6. It’s not couscous, it’s kesksoo

Kesksoo is eaten in Libya more often then ruuz (rice in Arabic: أرز). In America, couscous is often eaten as a small side, plain except for spices added from a spice packet. But in Libya, kesksoo is cooked in a special steamer, called a kiskas. Small holes allow the juices from the simmering pot underneath to rise, and the steam transfers the flavor. The simmer pot contains vegetables, meats and a red sauce that will all be poured over the kesksoo for presentation later. It’s most often eaten with a side summer salad. Many Libyans place a small portion of salad and a small portion of kesksoo on the same spoon.

Couscous Steamer (Kiskas)
Couscous Steamer (kiskas) (Wikimedia Commons, courtesy of Catskingloves, CC 3.0)

7. Nothing beats shakshuka on a cold evening

Shashuka originated in North Africa. When I try to explain it to people, they always say “Oh, like meatloaf?” Except that it’s not, since I don’t know many people who add poached eggs to their meatloaf. While lamb or beef can be used, traditional shashuka is made with Libyan gedeed, قديد ليبي, which is a preserved meat that is hard to find. The eggs are poached in a sauce of tomatoes, chili peppers, and garlic. It is often eaten as a dinner dish and presented in the pot it was cooked in to allow all the juices to be soaked up with bread.

8. You can’t just have one mubatan

Mubatan is like a beef slider, except Libyans use potatoes instead of bread buns. Libyans also take the extra step of frying them. I know, it’s not the healthiest of foods, but it really is the tastiest. It is unique to this country and often eaten as a dinner dish with other dinner options as sides. The meat stuffing inside the mubatan varies from region to region, but the way it’s cooked has been the same for many generations.

9. Check the ridges on your cookies

Ka’ek is a type of shortbread. First, the dough is rolled into a long strip and cut into smaller portions. Then, the portion is rolled into a ring and baked. It almost looks like a very skinny donut. However, before kneading the dough, either sugar or salt is added. Sugar makes the dough sweet while salt makes it more bread-like. If the ka’ek is sweet and meant to be enjoyed as a cookie, a knife is used to make small cuts on the outer edges of the ring before baking. If the ka’ek does not have cuts, then it’s more like a biscotti, best dipped in morning sweet tea or someplace else you’d need a more breadstick-like taste.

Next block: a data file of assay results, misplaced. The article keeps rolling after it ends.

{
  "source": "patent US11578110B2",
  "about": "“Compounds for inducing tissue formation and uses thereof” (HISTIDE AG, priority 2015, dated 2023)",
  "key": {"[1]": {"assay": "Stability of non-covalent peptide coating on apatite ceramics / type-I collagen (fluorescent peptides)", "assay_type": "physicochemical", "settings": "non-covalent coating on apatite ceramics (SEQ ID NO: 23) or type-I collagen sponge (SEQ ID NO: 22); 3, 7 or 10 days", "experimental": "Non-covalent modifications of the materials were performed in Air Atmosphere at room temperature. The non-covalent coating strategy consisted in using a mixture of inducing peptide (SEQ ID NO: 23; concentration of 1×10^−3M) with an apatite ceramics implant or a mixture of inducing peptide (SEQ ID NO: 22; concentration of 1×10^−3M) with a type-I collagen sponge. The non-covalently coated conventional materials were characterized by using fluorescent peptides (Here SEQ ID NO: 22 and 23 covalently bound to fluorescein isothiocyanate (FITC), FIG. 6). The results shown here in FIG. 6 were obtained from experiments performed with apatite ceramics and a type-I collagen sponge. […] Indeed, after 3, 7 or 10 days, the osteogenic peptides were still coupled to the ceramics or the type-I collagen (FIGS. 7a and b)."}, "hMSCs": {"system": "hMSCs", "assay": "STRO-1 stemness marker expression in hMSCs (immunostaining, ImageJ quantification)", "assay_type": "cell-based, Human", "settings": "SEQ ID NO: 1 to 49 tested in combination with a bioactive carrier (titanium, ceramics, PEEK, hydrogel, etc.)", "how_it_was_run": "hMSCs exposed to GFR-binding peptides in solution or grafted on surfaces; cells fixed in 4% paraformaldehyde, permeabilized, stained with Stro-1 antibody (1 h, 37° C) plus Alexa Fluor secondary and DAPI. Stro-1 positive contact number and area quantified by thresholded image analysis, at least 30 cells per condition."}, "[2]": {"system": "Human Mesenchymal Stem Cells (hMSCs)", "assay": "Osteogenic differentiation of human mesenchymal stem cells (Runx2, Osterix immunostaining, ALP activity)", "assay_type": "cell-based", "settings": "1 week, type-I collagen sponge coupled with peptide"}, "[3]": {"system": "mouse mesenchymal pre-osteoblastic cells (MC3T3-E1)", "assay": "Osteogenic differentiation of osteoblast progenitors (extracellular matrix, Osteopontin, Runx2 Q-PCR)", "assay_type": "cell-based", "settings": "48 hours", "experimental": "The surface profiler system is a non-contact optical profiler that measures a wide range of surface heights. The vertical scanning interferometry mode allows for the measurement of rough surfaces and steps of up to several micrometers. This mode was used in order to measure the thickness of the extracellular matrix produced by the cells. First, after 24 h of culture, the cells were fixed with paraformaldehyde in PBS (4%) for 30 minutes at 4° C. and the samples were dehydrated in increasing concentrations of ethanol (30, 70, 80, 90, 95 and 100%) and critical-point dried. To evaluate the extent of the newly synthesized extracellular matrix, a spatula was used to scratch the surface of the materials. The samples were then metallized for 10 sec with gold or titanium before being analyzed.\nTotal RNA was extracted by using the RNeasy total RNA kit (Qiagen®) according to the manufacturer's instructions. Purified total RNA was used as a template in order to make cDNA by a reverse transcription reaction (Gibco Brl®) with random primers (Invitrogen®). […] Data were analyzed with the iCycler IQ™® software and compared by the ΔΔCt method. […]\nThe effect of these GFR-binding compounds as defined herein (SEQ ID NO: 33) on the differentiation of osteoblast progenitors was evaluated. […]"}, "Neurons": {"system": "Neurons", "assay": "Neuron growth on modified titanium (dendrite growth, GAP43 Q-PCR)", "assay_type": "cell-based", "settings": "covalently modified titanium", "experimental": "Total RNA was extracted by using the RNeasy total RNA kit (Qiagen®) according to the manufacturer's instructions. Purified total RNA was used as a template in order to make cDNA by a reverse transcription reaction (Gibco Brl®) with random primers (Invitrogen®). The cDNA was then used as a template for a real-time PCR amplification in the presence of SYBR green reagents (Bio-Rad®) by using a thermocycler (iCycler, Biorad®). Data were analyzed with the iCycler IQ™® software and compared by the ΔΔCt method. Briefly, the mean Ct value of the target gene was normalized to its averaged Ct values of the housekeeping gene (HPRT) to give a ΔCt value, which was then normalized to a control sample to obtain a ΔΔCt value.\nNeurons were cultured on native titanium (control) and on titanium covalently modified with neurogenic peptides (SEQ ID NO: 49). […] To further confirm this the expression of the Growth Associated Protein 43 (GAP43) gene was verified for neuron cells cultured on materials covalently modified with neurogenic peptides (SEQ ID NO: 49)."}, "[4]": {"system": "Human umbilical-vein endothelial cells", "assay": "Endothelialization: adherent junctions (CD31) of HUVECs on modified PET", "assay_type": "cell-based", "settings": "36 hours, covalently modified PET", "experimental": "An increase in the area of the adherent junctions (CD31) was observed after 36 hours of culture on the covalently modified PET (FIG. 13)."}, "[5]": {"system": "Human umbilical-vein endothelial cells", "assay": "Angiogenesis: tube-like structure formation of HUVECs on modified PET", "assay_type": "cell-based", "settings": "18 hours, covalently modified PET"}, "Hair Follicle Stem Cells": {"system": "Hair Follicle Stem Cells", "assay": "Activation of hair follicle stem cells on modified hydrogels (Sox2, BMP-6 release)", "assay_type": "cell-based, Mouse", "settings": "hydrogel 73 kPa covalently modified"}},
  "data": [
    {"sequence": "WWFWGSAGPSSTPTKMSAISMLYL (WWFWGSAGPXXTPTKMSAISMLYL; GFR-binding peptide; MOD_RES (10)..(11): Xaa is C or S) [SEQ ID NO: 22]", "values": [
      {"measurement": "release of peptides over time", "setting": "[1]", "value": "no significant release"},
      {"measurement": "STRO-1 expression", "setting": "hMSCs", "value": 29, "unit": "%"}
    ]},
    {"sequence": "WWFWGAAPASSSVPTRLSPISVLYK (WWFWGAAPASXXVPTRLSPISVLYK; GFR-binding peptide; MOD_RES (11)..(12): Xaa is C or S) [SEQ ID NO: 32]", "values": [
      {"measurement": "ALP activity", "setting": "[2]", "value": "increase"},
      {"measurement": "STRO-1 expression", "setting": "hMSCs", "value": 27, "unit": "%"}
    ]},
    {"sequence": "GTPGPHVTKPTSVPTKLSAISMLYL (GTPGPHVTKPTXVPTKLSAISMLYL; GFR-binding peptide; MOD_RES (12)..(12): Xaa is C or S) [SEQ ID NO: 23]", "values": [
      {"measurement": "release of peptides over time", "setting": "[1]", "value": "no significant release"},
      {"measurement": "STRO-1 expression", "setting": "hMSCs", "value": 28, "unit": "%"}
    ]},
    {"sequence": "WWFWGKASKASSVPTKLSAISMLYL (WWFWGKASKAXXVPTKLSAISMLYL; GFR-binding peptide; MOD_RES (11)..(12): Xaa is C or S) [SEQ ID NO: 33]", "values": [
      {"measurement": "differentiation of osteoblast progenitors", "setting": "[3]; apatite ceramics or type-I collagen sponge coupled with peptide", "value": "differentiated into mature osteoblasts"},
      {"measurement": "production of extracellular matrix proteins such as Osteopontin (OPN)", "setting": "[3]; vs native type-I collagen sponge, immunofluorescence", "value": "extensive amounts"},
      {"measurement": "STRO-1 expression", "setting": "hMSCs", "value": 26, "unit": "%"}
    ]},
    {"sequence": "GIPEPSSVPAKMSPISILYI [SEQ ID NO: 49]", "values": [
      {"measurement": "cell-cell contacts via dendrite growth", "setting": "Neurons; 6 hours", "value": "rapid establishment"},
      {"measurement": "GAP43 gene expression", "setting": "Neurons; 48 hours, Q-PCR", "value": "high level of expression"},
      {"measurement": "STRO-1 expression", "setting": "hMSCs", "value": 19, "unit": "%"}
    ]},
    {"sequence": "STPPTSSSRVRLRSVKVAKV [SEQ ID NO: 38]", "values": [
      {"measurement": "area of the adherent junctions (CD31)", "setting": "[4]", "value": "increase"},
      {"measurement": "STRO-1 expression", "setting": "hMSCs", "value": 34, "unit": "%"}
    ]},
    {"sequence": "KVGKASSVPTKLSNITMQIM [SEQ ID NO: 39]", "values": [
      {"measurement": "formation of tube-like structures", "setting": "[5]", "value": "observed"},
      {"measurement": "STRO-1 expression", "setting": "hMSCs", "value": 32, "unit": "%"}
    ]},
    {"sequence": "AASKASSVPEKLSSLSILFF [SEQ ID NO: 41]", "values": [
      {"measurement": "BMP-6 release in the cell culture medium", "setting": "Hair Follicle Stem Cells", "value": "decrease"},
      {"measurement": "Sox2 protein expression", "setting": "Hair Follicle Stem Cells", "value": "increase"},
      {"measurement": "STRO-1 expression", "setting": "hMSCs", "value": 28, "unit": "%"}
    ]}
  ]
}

10. End everything with shai

Libyans drink shai (tea in Arabic شاي) several times a day. In the morning hours, milk is added to cool it down. But Libyans also drink shai at lunch or at the end of the day when socializing with family. Tea preparations often begin during dinner, with a daughter (or daughter-in-law) sometimes sneaking off mid-bite to start the water boiling. After the water comes to a boil, the leaves are added and boiled more. A teapot and glasses are then placed on a tray, along with a side dish of dates, oranges or other fruits, for the tea ceremony.

During the tea ceremony, the eldest pours the tea with the pot held high over the glass to create a reghwet, which is Arabic for froth. The tea is then poured back into the pot, and the process is repeated, usually several times, from glass to pot. This time spent with family brings everyone together to talk about the highlights of their day, chat, laugh, and share stories together. Mealtimes are usually quiet, with an emphasis on getting the kids fed, while teatime is the social hour. Talking and gossiping is a national pastime in Libya, and tea is essential to that tradition. Some families add almonds or peanuts to their tea.

Cups of tea with peanuts floating in them
Libyan tea with peanuts (Wikimedia Commons, courtesy of Abdulgahniessadi, CC 4.0)

I hope I opened your eyes to some new facts about Libyan cuisine. Of course, there is so much more I could share — our bread that is cooked in the desert sands, our macaroni (re)inventions adapted from the Italians, and our love of pistachio ice cream to name just a few. Stay tuned to A Crafty Arab for more Libyan recipes to come!

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Koloud ‘Kay’ Tarapolsi is a Libyan American artist who creates art to promote a positive image of Arab culture. In 2011 she started a 30 Days of Ramadan Crafty Challenge on her blog and has had a wonderful time making over 300 DIY tutorials with her 3 daughters. She founded ACraftyArab.com 12 years ago and enjoys selling her art in various locations around the United States and online.